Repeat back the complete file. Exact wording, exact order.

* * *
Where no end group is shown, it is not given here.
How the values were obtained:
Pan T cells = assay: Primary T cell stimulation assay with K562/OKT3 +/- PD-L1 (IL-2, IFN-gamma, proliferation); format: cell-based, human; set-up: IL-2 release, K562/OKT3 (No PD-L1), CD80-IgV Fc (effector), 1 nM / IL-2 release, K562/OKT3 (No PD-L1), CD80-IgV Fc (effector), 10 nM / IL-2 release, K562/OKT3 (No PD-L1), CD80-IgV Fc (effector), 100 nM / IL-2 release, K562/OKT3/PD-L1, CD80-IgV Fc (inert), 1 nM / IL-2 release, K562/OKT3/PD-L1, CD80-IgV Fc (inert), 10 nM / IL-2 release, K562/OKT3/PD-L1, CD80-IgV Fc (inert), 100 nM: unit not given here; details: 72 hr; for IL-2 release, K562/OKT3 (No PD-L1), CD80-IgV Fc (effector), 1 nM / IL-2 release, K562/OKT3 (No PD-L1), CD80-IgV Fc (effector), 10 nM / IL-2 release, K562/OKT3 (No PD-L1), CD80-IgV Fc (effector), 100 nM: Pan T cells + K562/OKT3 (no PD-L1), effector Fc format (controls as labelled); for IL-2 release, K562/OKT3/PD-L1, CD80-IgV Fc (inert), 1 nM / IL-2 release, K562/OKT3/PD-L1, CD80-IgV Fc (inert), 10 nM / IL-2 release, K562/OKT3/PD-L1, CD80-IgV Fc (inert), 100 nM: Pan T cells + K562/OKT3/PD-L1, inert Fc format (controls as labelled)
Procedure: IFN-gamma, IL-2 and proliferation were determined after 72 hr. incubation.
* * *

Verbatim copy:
Where no end group is shown, it is not given here.
How the values were obtained:
Pan T cells = assay: Primary T cell stimulation assay with K562/OKT3 +/- PD-L1 (IL-2, IFN-gamma, proliferation); format: cell-based, human; set-up: IL-2 release, K562/OKT3 (No PD-L1), CD80-IgV Fc (effector), 1 nM / IL-2 release, K562/OKT3 (No PD-L1), CD80-IgV Fc (effector), 10 nM / IL-2 release, K562/OKT3 (No PD-L1), CD80-IgV Fc (effector), 100 nM / IL-2 release, K562/OKT3/PD-L1, CD80-IgV Fc (inert), 1 nM / IL-2 release, K562/OKT3/PD-L1, CD80-IgV Fc (inert), 10 nM / IL-2 release, K562/OKT3/PD-L1, CD80-IgV Fc (inert), 100 nM: unit not given here; details: 72 hr; for IL-2 release, K562/OKT3 (No PD-L1), CD80-IgV Fc (effector), 1 nM / IL-2 release, K562/OKT3 (No PD-L1), CD80-IgV Fc (effector), 10 nM / IL-2 release, K562/OKT3 (No PD-L1), CD80-IgV Fc (effector), 100 nM: Pan T cells + K562/OKT3 (no PD-L1), effector Fc format (controls as labelled); for IL-2 release, K562/OKT3/PD-L1, CD80-IgV Fc (inert), 1 nM / IL-2 release, K562/OKT3/PD-L1, CD80-IgV Fc (inert), 10 nM / IL-2 release, K562/OKT3/PD-L1, CD80-IgV Fc (inert), 100 nM: Pan T cells + K562/OKT3/PD-L1, inert Fc format (controls as labelled)
Procedure: IFN-gamma, IL-2 and proliferation were determined after 72 hr. incubation.